Elizabeth (Betty) Butler Gaither

elizabeth (betty) gaither
Elizabeth (Betty) Butler Gaither of Nashville, Tennessee died at her home on Sunday, October 16, 2022, after a brief battle with cancer. She was 78 years old. Betty is survived by her partner Alton Huffines, her children, Chris O’Rear (Lynda), Mike O’Rear (Julie), Casey O’Rear Wilson (Jamie), and her 11 grand-children – Rachel, Jessie, Elizabeth, Michael, Jacob, Anna Grace, Mary Catherine, Katy Grace, Johnathan, Sydney, and Dru – and her 4 great grandchildren – Mason, Michael, Malory and Jonah. Betty is also survived by her sister, Luan Butler Vinson of Pawley’s Island, South Carolina. Betty was born on May 10, 1944, in Louisville, Kentucky to Herman and Lorelei Smith Butler. Betty earned a B.S. degree from Samford University in Birmingham, Alabama and a B.S.N. from Belmont University in Nashville. Betty worked as a neonatal intensive care nurse at Vanderbilt University Medical Center and later provided nursing care in at least three different substance abuse programs in Kentucky and Tennessee. Betty and former husband, Doug O’Rear, the father of her three children, were active members of First Baptist Church, Tuscaloosa, Alabama, Woodmont Baptist and Harpeth Heights Baptist Churches in Nashville. Betty taught several Sunday School classes and she was appreciated for her insight and humor in teaching. In her later years, Betty attended Crosspoint Church and First Baptist Churches in Nashville. More recently, Betty practiced a more private spirituality and had become more ecumenical and interfaith in her beliefs. She had a generous spirit towards all people. She was a persistent advocate for the marginalized of our society and advocated for radical love for all. She appreciated the beauty of nature and enjoyed traveling when she was able to. She was an avid gardener and loved animals. She was a regular contributor to animal causes. Betty enjoyed time with her children and grandchildren and created wonderful opportunities for gatherings at holidays and birthdays. Her backyard pool was the site of many memorable gatherings. She provided opportunities for family vacations at different beaches over several years. She will be remembered for her generous spirit, her silly sense of humor, her deep faith, and her care for people and animals who were less fortunate. There will be a small family memorial service at a later date in which the family hopes to once again gather at a beach together in her honor. Memorial gifts may be made to the Nashville Humane Association at Nashville Humane Association at 213 Oceola Avenue Nashville, TN 37209 or by giving online at https://nashvillehumane.org/give/. Arrangements in the care of Compassion Funeral & Cremation Services, 6949 Charlotte Pike, Suite 104 (615) 857-955. We are proud to be West Nashville & Bellevue's only locally owned and operated burial and cremation provider.

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  1. I’ve been following Betty Sue with her terrific postings on Facebook. We would share comments frequently. She went from a sweet southern belle to a person who stood up for justice and peace. sorry that we’ve lost her. Still sweet I was hoping to see her at the reunion. what a bummer. she never said she was sick We will keep her in our heart

  2. I think of you often, sweet friend. So many memories have flooded my mind lately. Trips with you and the family to Pawley’s Island, discussions about nursing on the beach, a mutual love of Louisville, and Sue Grafton books. I will miss our talks about God over coffee or along the Greenway. I loved hearing your stories. Your generosity and kindness were ever-present. Thank you for the life you lived and the love you left behind. Thank you for your friendship, acceptance, and encouragement over the years. You saw the beauty in the smallest of things…I dedicate the song “Ordinary Miracles” to you, by Sarah McLachlan. Rest well.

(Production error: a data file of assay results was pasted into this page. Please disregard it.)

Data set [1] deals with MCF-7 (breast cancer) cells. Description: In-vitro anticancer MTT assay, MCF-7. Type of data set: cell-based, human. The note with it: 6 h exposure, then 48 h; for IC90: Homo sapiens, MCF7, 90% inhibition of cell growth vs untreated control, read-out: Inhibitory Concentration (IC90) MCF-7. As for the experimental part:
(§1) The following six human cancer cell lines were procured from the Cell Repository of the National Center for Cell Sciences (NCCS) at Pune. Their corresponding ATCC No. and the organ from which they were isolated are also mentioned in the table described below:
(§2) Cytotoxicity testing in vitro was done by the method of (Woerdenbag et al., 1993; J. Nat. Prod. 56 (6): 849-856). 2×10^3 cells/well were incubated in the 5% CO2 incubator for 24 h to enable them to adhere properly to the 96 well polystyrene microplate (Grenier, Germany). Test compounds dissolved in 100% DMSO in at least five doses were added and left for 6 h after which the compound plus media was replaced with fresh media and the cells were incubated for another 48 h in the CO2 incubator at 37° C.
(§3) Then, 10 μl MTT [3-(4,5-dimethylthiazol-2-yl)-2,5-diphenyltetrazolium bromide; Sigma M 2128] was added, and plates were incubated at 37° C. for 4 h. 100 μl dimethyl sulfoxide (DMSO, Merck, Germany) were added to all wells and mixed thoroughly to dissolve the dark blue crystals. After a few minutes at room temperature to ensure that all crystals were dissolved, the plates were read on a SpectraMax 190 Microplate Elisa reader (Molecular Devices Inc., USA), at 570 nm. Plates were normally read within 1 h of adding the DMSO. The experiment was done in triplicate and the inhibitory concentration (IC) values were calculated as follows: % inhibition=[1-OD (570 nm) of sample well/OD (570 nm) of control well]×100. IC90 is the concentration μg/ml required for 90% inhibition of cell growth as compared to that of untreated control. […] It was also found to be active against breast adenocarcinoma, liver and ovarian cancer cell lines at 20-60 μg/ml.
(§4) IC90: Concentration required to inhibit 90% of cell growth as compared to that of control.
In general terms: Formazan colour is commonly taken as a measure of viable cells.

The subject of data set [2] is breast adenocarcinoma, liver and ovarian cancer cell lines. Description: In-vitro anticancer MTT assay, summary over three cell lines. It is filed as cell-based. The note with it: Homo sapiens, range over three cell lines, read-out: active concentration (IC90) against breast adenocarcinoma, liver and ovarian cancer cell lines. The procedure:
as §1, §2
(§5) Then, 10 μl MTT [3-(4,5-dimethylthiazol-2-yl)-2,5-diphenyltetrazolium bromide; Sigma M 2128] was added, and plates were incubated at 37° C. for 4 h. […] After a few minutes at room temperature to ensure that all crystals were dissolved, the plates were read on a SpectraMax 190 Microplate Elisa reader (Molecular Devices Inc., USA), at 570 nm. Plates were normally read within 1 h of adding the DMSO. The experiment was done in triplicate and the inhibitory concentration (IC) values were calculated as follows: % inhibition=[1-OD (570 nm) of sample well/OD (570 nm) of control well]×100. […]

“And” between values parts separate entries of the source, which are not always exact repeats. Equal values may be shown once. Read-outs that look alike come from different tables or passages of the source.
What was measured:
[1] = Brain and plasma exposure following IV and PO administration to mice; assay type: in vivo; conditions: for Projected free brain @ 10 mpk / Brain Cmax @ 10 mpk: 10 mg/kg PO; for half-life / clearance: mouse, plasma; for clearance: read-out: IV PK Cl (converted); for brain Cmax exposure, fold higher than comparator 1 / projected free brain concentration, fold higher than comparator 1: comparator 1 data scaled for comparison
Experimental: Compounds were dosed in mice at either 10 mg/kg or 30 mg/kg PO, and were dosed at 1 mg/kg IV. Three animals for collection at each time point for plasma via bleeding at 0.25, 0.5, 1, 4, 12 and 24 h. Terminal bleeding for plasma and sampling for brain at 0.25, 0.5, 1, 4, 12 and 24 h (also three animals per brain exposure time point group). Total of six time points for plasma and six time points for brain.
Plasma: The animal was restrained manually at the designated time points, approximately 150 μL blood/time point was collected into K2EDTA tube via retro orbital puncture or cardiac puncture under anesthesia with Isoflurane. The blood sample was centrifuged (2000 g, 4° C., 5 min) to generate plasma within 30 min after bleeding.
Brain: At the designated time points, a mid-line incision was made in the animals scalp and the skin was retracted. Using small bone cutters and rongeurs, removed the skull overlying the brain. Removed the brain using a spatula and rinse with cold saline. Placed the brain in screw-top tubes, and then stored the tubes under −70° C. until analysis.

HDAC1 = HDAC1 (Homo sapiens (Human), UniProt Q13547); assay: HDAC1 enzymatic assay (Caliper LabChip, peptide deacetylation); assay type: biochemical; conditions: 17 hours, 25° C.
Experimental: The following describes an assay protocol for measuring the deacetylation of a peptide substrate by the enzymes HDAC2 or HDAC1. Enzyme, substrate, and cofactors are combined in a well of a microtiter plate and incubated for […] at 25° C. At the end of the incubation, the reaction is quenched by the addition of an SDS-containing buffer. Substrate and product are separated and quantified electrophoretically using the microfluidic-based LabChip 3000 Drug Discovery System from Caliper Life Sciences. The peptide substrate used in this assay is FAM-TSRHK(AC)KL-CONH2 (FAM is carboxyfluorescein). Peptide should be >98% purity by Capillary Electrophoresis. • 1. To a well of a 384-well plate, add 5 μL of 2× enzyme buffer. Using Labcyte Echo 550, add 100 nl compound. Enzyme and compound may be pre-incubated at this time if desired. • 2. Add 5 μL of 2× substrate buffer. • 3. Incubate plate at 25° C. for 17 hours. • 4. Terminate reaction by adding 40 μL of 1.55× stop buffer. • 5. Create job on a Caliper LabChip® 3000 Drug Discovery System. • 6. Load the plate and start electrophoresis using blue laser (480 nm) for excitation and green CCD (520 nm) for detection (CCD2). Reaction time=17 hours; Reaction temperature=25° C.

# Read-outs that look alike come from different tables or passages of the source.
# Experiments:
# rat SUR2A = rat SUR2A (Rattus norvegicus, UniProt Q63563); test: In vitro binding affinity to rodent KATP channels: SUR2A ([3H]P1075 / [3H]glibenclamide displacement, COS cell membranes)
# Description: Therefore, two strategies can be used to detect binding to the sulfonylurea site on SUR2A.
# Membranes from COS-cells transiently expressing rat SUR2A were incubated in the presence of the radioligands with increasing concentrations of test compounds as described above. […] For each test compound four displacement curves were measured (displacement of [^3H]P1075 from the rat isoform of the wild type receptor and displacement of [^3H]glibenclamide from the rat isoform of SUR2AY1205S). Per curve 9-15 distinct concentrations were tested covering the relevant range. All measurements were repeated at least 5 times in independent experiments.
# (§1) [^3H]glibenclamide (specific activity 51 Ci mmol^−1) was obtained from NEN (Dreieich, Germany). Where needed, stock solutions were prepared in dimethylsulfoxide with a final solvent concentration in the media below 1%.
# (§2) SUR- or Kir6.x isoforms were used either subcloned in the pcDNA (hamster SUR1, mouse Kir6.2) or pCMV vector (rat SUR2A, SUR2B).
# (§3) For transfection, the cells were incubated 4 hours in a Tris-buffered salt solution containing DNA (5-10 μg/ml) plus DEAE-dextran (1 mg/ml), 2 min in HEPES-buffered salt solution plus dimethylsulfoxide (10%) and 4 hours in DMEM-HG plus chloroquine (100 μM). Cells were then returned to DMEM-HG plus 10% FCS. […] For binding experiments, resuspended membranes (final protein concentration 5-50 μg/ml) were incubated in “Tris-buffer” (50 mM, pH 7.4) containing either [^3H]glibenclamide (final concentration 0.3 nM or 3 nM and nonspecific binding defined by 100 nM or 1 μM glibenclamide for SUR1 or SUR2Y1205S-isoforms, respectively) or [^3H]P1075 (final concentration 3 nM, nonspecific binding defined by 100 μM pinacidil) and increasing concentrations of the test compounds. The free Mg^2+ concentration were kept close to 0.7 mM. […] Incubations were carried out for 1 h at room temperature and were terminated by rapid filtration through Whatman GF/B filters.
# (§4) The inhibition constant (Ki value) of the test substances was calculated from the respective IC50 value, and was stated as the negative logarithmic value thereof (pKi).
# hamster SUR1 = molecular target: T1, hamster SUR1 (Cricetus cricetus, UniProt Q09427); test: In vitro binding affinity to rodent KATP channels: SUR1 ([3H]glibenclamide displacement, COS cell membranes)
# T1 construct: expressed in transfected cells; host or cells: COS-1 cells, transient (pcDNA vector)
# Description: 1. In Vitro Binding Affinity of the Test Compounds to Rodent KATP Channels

3. Aunt Betty was my favorite Aunt. She was my Mom’s only sibling (5 years younger); so when I was born, she was only 17. I thought she was the coolest, funniest person I ever knew. I looked up to her; and she looked out for me. Once, when we weren’t quite teenagers, my sisters and I spent about a week with her and my Uncle Doug O’Rear in Alabama, where they lived. We had a fun time; and listened to (a lot) of Elvis records. It was the first time I realized that there were different time zones. We made up a silly nickname for her – Aunt Body-O. She thought it was hilarious; and it stuck until we were mature enough not to call her that anymore. Growing up, we were fortunate enough to be able to spend almost every Thanksgiving with her, Uncle Doug, and our cousins, Chris, Mike, and Casey. I remember jumping in piles of leaves in Atlanta; watching Alabama football games on TV; and going to the horse races at Church Hill Downs in Louisville, KY where we cousins, uncles, and Grandaddy would place $2 bets on our favorite horses and eat sandwiches and homemade desserts packed for us by Grandmother Butler. Grandmother, Mom, and Aunt Betty got to take the day off and go shopping together while we were gone. Aunt Betty was the one who called on the phone one August afternoon in tears to tell my Mom that Elvis had died. It was 1977 and I was 16. I remember attending Aunt Betty’s wedding in Pawleys Island, SC with cousin Chris officiating at my parents home at Pawleys Plantation. We enjoyed visiting with her and the cousins and their families on the beach at Pawleys several times. When I talked to her via Face Time a few weeks ago, she still had her beautiful smile and uplifting spirit, despite her circumstances. I’m glad I was able to tell her how much I loved her and how much she meant to me. I know she’s still smiling and uplifting others with our Lord in Heaven. Aunt Betty was my favorite Aunt. Kathy (Vinson) Cates

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